Invisible Bodies and Forgotten Spaces: Materiality, Toxicity, and Labour in Digital Ecologies
Discourses surrounding digital media technologies have long focused upon relationships between bodies, spaces, and technologies, but posthuman and cyborgian approaches primarily focus upon the end-users of technology. This chapter explores social and ecological costs attributable to the life-cycle of digital technologies which are often rendered invisible by this focus upon consumption in urban spaces. From the radioactive waste associated with mining rare earth elements, to the workers who earn US$1 a day treating highly toxic e-waste, behind the image of digital culture as “green” and “weightless”, we find numerous bodily harms enacted upon humans and nonhumans overwhelmingly located in spaces far removed from the primary sites of technological consumption.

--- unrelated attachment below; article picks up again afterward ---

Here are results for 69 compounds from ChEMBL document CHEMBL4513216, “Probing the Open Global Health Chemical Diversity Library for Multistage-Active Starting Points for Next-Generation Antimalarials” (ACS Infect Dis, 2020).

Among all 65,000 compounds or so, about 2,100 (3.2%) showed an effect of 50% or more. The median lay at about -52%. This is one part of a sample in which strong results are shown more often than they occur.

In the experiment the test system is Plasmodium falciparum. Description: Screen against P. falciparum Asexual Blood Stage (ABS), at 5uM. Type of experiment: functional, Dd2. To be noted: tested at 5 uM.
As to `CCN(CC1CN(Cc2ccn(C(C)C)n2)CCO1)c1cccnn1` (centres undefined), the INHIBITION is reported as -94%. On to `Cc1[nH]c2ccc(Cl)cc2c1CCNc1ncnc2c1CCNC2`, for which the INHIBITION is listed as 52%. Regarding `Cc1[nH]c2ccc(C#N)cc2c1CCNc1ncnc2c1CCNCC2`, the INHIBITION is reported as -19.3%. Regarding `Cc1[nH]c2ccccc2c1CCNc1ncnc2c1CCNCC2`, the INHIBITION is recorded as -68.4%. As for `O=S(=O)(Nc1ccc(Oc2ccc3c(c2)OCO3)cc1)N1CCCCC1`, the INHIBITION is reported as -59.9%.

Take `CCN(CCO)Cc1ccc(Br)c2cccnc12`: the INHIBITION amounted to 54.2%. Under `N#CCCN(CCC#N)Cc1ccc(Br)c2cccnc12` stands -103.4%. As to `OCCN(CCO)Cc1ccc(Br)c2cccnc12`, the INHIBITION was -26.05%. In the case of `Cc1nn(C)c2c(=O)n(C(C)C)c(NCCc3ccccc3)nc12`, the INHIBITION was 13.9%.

KeywordsCorporate Social Responsibility Global Position System Digital Technology Rare Earth Element British Broadcasting Corporation
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